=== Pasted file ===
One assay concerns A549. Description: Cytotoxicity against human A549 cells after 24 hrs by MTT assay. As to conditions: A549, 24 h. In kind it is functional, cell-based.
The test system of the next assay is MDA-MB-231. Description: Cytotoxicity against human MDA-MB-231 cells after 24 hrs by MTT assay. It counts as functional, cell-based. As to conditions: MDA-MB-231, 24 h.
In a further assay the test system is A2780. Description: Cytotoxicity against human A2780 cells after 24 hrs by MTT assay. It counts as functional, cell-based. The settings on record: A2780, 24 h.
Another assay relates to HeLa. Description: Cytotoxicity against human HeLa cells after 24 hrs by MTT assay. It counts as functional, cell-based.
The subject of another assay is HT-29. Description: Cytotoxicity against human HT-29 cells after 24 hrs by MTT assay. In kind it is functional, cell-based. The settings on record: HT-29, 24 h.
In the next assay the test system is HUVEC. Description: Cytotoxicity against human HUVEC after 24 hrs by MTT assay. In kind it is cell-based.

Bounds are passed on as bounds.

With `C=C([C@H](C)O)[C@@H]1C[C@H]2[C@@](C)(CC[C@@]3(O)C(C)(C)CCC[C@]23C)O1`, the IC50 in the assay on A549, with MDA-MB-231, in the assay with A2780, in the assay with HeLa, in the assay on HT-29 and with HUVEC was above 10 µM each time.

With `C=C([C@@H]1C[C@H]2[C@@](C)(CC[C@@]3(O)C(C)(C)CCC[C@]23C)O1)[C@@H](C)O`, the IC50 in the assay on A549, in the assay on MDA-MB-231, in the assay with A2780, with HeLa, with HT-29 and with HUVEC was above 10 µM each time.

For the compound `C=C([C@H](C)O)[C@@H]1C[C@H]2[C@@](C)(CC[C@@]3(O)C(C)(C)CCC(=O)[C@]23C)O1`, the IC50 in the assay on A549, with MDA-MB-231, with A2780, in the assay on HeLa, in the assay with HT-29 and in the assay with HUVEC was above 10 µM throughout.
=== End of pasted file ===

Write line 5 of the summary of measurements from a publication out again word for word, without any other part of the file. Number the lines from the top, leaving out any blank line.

The subject of another assay is HT-29. Description: Cytotoxicity against human HT-29 cells after 24 hrs by MTT assay. In kind it is functional, cell-based. The settings on record: HT-29, 24 h.